In its early development, the Monument Lefebvre site based its activities around the following statement of commemorative intent: To commemorate the survival of the Acadians from 1755 to the present in the Maritimes.

As the site's development has evolved, and in response to the on-going input of interested and committed partners, the site's mandate is changing. The following statements represent an evolving direction as the management strategy currently being created recognizes three elements:

  1. To commemorate the Monument Lefebvre as a memorial to Father Lefebvre c.s.c., founder, in 1864, of the first French-language, degree-granting college in Atlantic Canada.
  2. To commemorate the Monument Lefebvre as a symbol of the renaissance of Acadian culture that began in the 19th century.
  3. To conserve and protect the Monument Lefebvre as host venue to the Acadian Odyssey Exhibit which explores the history of the Acadians of Atlantic Canada from 1755 to the present.

At Monument Lefebvre National Historic Site and the Acadian Odyssey Exhibit, visitors can live a unique experience - visiting an historic site that continues to spark the same feelings of pride among Acadians as when initially built.

Father Camille Lefebvre was a member of the Holy Cross Fathers Congregation. He founded Saint Joseph's College in Memramcook, the first French-language, degree-granting institution in Atlantic Canada. From 1864, through the next thirty years, the College, under his guidance, helped to educate many of the leaders of the Acadian Renaissance.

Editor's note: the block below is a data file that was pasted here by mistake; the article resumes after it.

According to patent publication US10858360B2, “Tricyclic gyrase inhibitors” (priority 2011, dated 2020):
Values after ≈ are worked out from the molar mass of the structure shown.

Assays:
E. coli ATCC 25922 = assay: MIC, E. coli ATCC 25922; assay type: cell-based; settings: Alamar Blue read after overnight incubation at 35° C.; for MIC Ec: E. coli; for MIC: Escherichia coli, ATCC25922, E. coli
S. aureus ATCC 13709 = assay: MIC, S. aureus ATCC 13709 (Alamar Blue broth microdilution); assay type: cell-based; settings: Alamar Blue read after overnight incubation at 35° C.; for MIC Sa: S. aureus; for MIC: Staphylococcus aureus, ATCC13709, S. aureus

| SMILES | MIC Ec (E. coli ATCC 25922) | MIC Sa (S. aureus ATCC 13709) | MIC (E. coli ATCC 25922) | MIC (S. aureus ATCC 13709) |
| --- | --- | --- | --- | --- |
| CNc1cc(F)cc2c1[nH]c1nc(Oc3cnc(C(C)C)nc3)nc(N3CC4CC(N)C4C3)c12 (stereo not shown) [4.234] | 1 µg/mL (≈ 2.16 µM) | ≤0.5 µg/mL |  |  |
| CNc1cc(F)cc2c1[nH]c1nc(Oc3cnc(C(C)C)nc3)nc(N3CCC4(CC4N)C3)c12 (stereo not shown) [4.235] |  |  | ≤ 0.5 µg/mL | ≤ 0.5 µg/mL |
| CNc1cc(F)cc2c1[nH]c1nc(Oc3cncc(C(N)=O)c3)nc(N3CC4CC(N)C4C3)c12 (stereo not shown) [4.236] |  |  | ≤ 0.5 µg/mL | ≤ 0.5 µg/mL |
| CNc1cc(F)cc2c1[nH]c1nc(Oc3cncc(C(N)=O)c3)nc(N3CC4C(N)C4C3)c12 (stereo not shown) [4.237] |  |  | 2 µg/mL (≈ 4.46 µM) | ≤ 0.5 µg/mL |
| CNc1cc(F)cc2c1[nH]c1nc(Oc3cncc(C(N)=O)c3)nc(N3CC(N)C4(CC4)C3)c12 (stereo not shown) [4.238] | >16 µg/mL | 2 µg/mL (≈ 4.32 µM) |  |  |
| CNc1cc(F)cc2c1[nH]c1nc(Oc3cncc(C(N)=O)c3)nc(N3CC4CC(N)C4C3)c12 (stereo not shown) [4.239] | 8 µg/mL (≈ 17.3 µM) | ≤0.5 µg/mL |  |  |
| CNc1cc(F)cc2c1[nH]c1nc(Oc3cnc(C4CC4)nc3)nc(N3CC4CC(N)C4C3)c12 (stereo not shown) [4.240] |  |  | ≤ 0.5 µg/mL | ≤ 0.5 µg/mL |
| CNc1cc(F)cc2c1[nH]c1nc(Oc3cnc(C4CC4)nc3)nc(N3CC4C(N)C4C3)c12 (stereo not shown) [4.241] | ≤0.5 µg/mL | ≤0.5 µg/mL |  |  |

In 1881, the College served as the site of the first Acadian National Convention, where the framework of ensuring the survival, strengthening and growth of Acadian culture began.

Father Lefebvre died in January 1895 and, one month later, a campaign began among alumni and friends of Saint Joseph's College to recognize the institution's founder through the construction of a new building in his honour. The Monument Lefebvre building was inaugurated in ceremonies on June 16-17, 1897.

For many years, the building housed the institution's science labs and its theatre. The theatre hosted events of importance to the Acadian community for a long time. From concerts by the famous and not so famous, to lectures, oratory contests, conferences, college graduation ceremonies and more, the theatre, with its near perfect acoustics, was a focus of Acadian pride.

From a questionable future in the late 1970s, and a decade or more of heroic struggle by interested citizens, Monument Lefebvre has emerged restored to its former glory with a bright future. The building is destined to become a cultural centre of great importance fueled by a strong community-based enthusiasm and dedication.

The Monument Lefebvre was named a national historic site in 1994 at aspecial event integral to the World Acadian Congress.